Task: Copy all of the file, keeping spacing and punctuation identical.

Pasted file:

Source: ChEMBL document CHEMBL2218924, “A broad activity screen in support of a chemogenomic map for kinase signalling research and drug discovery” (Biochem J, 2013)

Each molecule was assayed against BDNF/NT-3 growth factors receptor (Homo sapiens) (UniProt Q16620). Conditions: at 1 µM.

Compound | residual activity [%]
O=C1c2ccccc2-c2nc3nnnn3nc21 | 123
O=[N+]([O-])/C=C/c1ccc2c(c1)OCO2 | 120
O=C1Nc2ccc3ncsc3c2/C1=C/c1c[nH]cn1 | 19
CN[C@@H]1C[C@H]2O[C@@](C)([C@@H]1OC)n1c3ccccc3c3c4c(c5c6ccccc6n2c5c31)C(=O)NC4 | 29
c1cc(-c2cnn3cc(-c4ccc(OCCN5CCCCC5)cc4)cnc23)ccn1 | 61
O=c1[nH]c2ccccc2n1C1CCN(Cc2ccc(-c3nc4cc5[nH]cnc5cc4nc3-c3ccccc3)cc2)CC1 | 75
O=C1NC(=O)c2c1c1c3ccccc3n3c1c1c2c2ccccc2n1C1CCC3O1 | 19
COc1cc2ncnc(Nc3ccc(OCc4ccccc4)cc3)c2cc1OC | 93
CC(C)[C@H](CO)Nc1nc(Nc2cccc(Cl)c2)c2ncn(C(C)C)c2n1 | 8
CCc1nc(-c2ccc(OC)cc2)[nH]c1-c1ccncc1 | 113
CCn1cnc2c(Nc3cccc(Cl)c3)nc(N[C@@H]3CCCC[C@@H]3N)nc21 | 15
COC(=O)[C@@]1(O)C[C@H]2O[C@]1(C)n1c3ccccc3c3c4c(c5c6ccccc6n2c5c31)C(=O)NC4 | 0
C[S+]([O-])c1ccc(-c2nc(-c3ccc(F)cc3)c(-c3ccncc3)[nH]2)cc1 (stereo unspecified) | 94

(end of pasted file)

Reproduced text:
Source: ChEMBL document CHEMBL2218924, “A broad activity screen in support of a chemogenomic map for kinase signalling research and drug discovery” (Biochem J, 2013)

Each molecule was assayed against BDNF/NT-3 growth factors receptor (Homo sapiens) (UniProt Q16620). Conditions: at 1 µM.

Compound | residual activity [%]
O=C1c2ccccc2-c2nc3nnnn3nc21 | 123
O=[N+]([O-])/C=C/c1ccc2c(c1)OCO2 | 120
O=C1Nc2ccc3ncsc3c2/C1=C/c1c[nH]cn1 | 19
CN[C@@H]1C[C@H]2O[C@@](C)([C@@H]1OC)n1c3ccccc3c3c4c(c5c6ccccc6n2c5c31)C(=O)NC4 | 29
c1cc(-c2cnn3cc(-c4ccc(OCCN5CCCCC5)cc4)cnc23)ccn1 | 61
O=c1[nH]c2ccccc2n1C1CCN(Cc2ccc(-c3nc4cc5[nH]cnc5cc4nc3-c3ccccc3)cc2)CC1 | 75
O=C1NC(=O)c2c1c1c3ccccc3n3c1c1c2c2ccccc2n1C1CCC3O1 | 19
COc1cc2ncnc(Nc3ccc(OCc4ccccc4)cc3)c2cc1OC | 93
CC(C)[C@H](CO)Nc1nc(Nc2cccc(Cl)c2)c2ncn(C(C)C)c2n1 | 8
CCc1nc(-c2ccc(OC)cc2)[nH]c1-c1ccncc1 | 113
CCn1cnc2c(Nc3cccc(Cl)c3)nc(N[C@@H]3CCCC[C@@H]3N)nc21 | 15
COC(=O)[C@@]1(O)C[C@H]2O[C@]1(C)n1c3ccccc3c3c4c(c5c6ccccc6n2c5c31)C(=O)NC4 | 0
C[S+]([O-])c1ccc(-c2nc(-c3ccc(F)cc3)c(-c3ccncc3)[nH]2)cc1 (stereo unspecified) | 94